These struts are almost identical except that Maxi’s have plastic coverings on the mounting eyes and are secured by bolts into captive nuts in the bodywork. The Nomad’s struts have unadorned metal mounting eyes which fit onto welded-on studs on the door, and a bracket and pin on the body – circlips retain them in both cases.
An interesting detail is that the Nomad conceals its struts in a channel in the bodywork. With hatch closed, they are hidden from view, whereas the Maxi’s struts are always on full display inside the cabin!
Both also have external hinges which are similar, but differ in order to follow the slightly different slope of each model’s roofline. The ADO16 estates also have sturdy external hinges but their near-vertical rear door necessitates quite a different type. Perhaps the most elegant are the fully concealed hinges of the Renault 16 – but then it has a smaller door.
A major point of difference is the method of sealing. Maxi and R16 use a rubber pinchweld seal that mounts onto a raised flange that runs around the perimeter of their openings, creating a drainage gutter. This method is still used today on many hatchbacks as it is simple and effective.
The Nomad and ADO16 estates rely on the principle of squashing a bead or flap of rubber between the door and the bodywork. This probably works well on the estates with their steeply-sloping rear door, but the Nomad opening has a variety of angles from 45-degree slopes to horizontal and vertical sections, which makes for a very awkwardly shaped rubber seal by comparison.
The other downside is that the seal is glued into a channel running around the perimeter of the opening and this provides nearly four metres of opportunities to trap moisture and debris against the bodywork!
Of course, the main functional aspect of these body styles is that their rear seats fold forward to create a large luggage area. This is another place where the Nomad follows a unique approach. It wasn’t too unusual at the beginning of the hatchback revolution for the luggage area to be covered with a shelf to hide the contents from view.
This was typically a cardboard and vinyl construction – just sturdy enough to support a few parcels – and, as with the Renault 16, part or all of it lifted as the hatch door was raised so it had to be light weight.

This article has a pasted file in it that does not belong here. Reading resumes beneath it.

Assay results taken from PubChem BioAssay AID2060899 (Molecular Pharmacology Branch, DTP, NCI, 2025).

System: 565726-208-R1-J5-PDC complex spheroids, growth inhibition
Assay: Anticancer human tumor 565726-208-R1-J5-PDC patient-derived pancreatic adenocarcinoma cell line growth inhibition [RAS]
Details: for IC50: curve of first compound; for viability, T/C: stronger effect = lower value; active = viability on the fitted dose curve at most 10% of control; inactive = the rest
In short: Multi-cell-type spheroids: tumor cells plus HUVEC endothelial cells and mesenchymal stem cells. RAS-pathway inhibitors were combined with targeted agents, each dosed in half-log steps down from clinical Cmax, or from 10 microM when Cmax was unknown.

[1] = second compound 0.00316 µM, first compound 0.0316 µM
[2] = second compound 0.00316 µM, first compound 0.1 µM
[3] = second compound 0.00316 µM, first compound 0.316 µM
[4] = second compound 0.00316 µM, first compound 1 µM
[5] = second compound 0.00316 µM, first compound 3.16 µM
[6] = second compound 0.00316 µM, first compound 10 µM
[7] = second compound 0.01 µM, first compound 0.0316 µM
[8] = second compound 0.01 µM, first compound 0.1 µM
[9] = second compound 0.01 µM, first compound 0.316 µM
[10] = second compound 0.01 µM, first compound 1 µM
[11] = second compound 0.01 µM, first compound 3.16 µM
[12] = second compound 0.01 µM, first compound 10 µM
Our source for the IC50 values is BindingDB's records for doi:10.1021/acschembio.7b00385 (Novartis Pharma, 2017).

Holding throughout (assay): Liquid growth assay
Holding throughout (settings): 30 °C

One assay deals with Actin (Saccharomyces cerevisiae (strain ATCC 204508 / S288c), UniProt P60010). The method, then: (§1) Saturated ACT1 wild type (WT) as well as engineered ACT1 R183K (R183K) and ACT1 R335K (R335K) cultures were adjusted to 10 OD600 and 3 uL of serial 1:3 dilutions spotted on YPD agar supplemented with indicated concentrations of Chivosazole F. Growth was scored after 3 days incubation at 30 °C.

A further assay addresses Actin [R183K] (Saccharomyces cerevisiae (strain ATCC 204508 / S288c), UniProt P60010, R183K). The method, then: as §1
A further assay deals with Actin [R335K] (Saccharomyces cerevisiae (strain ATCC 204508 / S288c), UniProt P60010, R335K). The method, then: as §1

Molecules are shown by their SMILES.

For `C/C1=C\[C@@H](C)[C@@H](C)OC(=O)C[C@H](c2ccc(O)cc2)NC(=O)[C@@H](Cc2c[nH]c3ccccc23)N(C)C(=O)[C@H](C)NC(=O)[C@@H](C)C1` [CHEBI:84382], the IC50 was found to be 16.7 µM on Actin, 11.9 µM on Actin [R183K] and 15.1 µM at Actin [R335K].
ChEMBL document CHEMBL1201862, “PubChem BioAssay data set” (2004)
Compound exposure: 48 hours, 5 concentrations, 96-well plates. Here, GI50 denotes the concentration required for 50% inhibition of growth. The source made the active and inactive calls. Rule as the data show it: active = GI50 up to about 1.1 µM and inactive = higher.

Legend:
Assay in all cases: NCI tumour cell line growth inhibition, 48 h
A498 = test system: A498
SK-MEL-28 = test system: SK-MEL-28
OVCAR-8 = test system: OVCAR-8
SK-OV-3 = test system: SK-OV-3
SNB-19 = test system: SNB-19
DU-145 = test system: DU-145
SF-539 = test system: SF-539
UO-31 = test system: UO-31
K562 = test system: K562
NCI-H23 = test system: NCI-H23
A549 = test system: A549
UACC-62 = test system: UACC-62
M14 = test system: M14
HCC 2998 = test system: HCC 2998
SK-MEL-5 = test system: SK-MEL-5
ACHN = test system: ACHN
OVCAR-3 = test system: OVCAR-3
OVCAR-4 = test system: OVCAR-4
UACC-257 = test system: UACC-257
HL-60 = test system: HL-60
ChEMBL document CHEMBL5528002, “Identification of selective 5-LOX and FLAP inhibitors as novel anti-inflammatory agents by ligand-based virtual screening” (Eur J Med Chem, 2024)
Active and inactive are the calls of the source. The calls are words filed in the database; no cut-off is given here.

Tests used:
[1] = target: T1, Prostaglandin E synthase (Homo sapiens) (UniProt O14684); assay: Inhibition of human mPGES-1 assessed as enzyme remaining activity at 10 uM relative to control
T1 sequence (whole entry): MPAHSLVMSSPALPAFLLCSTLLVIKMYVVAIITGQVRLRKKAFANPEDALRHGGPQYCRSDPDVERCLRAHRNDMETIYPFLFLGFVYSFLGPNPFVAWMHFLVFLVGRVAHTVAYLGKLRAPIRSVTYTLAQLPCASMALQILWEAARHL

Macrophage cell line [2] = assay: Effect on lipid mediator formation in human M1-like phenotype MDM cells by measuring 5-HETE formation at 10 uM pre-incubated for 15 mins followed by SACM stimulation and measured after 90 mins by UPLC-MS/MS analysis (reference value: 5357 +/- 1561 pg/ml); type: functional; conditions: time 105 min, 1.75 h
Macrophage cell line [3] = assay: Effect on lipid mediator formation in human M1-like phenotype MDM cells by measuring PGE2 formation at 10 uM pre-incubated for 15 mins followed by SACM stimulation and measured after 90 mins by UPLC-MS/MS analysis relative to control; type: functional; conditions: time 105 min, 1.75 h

By contrast, the Nomad’s shelf is a hefty metal construction, upholstered with a panel of padded vinyl and attached to the top edge of the rear seat by a full length piano hinge. This may seem a trifle over-engineered but the reason for all this robustness is that the mechanism that locks the backrest in its various positions is on the underside of the shelf and not on the supporting bodywork or in the seat back itself.
This allows fairly easy manipulation of the load area configuration as the single lever which is used to release the backrest is located on the rear edge of the shelf. Slide it to the left, lift the shelf clear of its supports and it can be folded flat against the seat back and locked in place. This gives an open cargo area like the Countryman.
To achieve maximum capacity, the back seat cushion lifts up and folds forward. Next, the backrest is folded forward to the horizontal and the shelf folds up and forwards to be hooked in place vertically to form a solid cargo barrier (Photo 3). Thanks to the flat interior door handles and absence of armrests on the back doors this can all be done without needing those doors open.
The final configuration is all seats flat to form a bed (Photo 6). There’s nothing too special about this except that the parcel shelf (according the owner’s manual) is swung up vertically to form a padded headboard for the bed (Photo 5). This leaves a small (20cm) luggage area behind, although most publicity shots show the shelf folded back underneath as this allows the glamorous model to sprawl about suggestively and still be seen by the camera!
Visual differences – there are plenty
Being able to compare the Nomad and the Countryman side by side I was surprised at how much bulkier the Nomad’s hind quarters are. The Countryman and ADO16 saloons are the same length whereas the Nomad body is two inches longer behind the back wheels to begin with.
Moreover, its rear extremities play a few visual tricks because its rear lamps sit flush with the bodywork whereas the Countryman bodywork sits a couple of inches forward of the finned tail lamps. Not only that, but the Nomad bodywork bulges rearward when the Countryman slants forwards.